But then I discovered Chelsea Handler books and fell in love with the sensation of laughing via written storytelling. I soon got into the deeper, more literary humor of David Sedaris. And then I read this hilarious and engaging memoir in essays called Bitch is the New Black by Helena Andrews. I proceeded to read every humorous memoir I could get my hands on until I started to hear my own voice developing in my head.

Once that voice started screaming, it was decided: I had to write one of these collections myself.

Based on the deluded belief that my writing was far too quality to be given away for free on the Internet, I shaped my essays in private, trusting that when I was finished I’d somehow just send it to a random publisher and it’d become an instant bestseller because that’s how life works.

I got about sixty pages into my book project before grad school started and I shelved it. Living on my own in the city for the first time, interning at a music label, and having my pretentious views of the world shattered kind of took precedent. I had some life to live before I could write about it.

Though I didn’t want to publish my work on the Internet, I started blogging during the summer between grad school semesters upon reluctantly accepting that book deals generally aren’t just given away to first-time authors with absolutely no platform.

I fell in love with blogging once other people started telling me how hilarious I was, and by the time I graduated in 2012 I was prolific. I measured my worth as a writer in laughs and reasoned that if my blog wasn’t funny, then no one would give a shit. But I was writing about my life, and my life wasn’t always a joke. Sometimes it hurt or sucked or just confused me. So I eventually allowed myself to write about that stuff, too.

Once I achieved a vague balance of hilarity and introspection, several readers of mine started tweeting and sending me links to Ryan O’Connell’s work on Thought Catalog. “This guy’s stuff reminds me so much of you,” they’d tell me in various phrasings. “You should write for this site, too!”

I read Ryan’s work. He published pieces at a rate faster than most people publish tweets, so some of it was fluff while other pieces were absolutely brilliant. I placed my focus on the fluff because, frankly, I was jealous. My readers were right—Ryan and I were similar. Except he was Internet-famous and had a book deal while I had a tiny (though dedicated) following and was nowhere near being a safe bet for a publisher.

Recognizing that Thought Catalog had a massive online presence, I decided that maybe I should go for it. I submitted an old blog post of mine called “Not OK, Cupid.” Within a couple hours, I got an e-mail from an editor at the time, Stephanie Georgopulos, who informed me that they’d love to run it (for free).

Being published on TC led to a spike in readership on my own site, so I did it a few more times. I noticed that with each new post I’d get maybe a thousand new hits and a handful of Twitter followers. It was validating and exciting at first, but then I started reading some of the content on the site that wasn’t written by the small handful of great writers (Ryan, Stephanie, Nico Lang, Gaby Dunn, and some others) whose work I admired. I noticed that much of everything else was unedited, uninformed, unaware, and generally sophomoric.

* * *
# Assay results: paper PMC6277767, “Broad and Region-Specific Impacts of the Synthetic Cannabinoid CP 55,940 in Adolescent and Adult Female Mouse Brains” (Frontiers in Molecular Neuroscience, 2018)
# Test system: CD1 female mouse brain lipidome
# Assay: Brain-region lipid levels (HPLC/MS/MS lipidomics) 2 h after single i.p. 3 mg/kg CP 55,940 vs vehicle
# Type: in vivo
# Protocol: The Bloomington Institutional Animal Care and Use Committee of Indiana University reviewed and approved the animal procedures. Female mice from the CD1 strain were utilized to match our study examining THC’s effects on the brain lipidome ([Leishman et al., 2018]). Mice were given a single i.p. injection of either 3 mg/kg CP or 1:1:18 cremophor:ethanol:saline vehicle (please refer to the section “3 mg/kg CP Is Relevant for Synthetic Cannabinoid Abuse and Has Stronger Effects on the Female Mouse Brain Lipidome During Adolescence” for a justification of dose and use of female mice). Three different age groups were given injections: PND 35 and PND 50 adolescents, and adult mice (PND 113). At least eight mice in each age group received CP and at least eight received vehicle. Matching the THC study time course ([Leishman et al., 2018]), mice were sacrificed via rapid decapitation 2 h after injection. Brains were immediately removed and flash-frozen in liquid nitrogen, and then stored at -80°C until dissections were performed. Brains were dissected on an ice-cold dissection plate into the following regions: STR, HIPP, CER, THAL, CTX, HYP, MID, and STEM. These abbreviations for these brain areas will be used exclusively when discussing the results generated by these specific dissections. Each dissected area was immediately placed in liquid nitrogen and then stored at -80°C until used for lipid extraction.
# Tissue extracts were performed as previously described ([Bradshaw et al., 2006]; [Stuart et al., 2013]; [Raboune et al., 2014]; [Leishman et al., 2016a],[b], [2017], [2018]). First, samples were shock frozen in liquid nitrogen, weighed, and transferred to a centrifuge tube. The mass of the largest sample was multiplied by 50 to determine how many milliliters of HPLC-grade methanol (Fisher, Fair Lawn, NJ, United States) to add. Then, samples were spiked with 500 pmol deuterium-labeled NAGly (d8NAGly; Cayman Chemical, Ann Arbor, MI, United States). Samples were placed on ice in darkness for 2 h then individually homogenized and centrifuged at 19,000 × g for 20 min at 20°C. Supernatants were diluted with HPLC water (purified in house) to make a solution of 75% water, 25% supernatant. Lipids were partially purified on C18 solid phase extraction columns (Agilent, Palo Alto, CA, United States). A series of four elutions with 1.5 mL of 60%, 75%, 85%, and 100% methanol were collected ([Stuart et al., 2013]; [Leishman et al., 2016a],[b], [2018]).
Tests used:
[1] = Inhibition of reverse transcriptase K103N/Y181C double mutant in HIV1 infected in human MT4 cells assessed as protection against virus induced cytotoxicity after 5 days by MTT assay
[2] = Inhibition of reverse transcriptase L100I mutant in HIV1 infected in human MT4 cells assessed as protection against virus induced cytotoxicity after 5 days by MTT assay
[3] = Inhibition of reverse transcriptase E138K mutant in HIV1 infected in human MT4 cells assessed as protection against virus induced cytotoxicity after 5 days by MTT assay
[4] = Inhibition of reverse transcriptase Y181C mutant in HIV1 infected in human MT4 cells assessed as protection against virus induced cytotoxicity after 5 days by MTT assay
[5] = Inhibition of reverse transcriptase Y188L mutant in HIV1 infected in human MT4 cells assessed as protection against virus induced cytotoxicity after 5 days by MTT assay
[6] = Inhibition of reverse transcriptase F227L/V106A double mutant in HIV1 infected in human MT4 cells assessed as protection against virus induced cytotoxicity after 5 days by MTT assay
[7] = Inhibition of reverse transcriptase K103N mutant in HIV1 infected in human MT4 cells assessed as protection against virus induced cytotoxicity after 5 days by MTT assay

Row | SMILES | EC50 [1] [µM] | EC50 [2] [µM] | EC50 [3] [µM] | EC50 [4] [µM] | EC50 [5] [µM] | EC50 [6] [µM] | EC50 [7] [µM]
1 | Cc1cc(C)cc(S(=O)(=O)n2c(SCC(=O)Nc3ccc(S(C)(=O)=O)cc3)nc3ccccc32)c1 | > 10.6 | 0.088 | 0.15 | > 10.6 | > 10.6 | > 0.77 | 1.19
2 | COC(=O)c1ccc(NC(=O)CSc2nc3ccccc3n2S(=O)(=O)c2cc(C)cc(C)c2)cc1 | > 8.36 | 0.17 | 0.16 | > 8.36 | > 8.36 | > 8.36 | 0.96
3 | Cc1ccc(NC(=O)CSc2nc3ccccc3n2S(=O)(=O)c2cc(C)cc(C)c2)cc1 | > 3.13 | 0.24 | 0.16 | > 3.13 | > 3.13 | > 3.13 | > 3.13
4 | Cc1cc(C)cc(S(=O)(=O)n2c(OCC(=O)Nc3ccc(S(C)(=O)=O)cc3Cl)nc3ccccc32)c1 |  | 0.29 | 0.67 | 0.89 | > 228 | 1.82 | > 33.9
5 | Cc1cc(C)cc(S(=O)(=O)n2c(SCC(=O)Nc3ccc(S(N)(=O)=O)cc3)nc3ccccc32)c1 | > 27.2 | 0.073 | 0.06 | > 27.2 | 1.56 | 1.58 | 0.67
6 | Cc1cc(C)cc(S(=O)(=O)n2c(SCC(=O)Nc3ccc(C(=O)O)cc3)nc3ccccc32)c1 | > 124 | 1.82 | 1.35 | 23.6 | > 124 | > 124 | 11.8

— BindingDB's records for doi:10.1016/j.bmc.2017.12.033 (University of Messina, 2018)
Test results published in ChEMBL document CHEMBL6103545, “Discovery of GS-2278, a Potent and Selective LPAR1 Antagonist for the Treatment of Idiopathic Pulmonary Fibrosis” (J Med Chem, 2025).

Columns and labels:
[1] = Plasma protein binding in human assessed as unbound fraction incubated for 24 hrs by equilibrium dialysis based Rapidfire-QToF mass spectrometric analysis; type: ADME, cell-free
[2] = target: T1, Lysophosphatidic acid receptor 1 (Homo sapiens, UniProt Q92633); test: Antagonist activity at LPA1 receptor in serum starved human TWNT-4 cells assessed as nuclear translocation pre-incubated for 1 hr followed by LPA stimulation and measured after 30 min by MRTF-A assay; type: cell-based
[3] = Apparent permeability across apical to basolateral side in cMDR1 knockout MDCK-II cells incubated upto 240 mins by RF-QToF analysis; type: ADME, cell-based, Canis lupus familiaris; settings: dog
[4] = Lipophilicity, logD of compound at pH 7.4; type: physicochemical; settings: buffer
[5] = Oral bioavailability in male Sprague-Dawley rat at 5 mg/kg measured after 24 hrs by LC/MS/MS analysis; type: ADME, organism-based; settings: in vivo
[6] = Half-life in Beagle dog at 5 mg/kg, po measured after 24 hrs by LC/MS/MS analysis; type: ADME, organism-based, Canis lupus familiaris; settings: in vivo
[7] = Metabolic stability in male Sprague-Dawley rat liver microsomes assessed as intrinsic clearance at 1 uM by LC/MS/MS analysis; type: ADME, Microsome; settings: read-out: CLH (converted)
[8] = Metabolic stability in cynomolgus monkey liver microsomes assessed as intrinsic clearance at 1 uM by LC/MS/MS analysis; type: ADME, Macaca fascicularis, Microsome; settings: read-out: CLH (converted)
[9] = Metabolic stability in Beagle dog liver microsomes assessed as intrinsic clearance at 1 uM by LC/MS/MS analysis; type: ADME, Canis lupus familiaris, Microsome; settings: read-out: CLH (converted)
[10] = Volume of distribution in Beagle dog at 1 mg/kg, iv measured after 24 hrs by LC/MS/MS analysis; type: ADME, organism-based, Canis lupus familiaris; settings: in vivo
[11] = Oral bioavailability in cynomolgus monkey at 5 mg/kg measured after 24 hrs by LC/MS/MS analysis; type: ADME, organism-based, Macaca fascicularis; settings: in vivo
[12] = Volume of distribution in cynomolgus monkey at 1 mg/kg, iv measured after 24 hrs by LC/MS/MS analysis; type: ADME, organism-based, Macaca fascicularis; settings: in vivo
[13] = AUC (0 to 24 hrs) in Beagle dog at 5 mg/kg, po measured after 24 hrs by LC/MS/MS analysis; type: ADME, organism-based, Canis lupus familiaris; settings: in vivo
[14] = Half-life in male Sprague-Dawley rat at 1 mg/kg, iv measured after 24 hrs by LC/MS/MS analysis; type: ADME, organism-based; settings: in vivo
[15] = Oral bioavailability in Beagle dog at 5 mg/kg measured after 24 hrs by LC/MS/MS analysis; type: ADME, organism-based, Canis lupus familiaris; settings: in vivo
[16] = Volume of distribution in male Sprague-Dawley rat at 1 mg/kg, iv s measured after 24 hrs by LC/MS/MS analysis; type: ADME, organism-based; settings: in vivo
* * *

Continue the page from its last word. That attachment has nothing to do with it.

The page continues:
The low editorial standards of TC made me self-conscious about my own work, so I stopped writing for them and instead decided to focus on my own site and my manuscript.

A few months later, Stephanie reached out to me through my blog e-mail, totally unaware that I was the same Nicolas who’d submitted a few pieces to the site already. She loved my latest post and tried to sell Thought Catalog to me as a place to republish it for more exposure.

Feeling particularly validated that an editor had found my blog on her own accord and specifically reached out, I agreed, reasoning that, “So what if this isn’t a ‘quality’ site? It’s expanding my reach and I need to build a platform.”

I wrote for TC on and off for over a year after that. Throughout, I focused on my craft and submitted to many more reputable publications, but when the rejections poured in, being published on TC was always a bittersweet consolation prize.

***

My most recent pieces for Thought Catalog were posted just last month, weeks before they decided to run Gavin McInnes’ hate-fueled diatribe.

Their choice to publish that piece has made this long-time-coming decision of mine easy: I’m done. It’s over. I deserve better. Octavia’s memory requires more of me. We all deserve better.

The next time I get published outside of my own blog, I want to be proud of the accomplishment. I want to be able to say, “This publication has standards.” At the very least, I want to be able to say, “This publication doesn’t troll for clicks by publishing harmful, misinformed rants by raging transphobic assholes.”

But beyond my own writing career, what I’m more upset about with this whole thing is the fact that McInnes’ piece remains out there and continues to attract thousands of views and shares.

As the experiences I’ve recounted in this essay attest, I haven’t always been an educated, smart reader. I grew up in a small town where many issues (like trans ones) simply aren’t discussed. I was a naïve 22-year-old and an even more naïve 18-year-old. If Thought Catalog had been around back then, I can almost guarantee that I would have read it and taken it seriously.

Whether or not the editors want to acknowledge it, Thought Catalog has major reach and influence. In today’s world, social media presence is power. And with nearly half a million Facebook followers, Thought Catalog has got a fucking lot of it. And to quote Spider-Man, because apparently it’s come to that, “with great power comes great responsibility.”

Thought Catalog routinely evades this responsibility (not to mention editorial integrity) by crouching behind their indifferent slogan, “all thinking is relevant.”

Problem is, that’s not true. McInnes’ 1950’s-esque hate speech is not relevant.

It’s straight up fucking dangerous.

 

%d bloggers like this: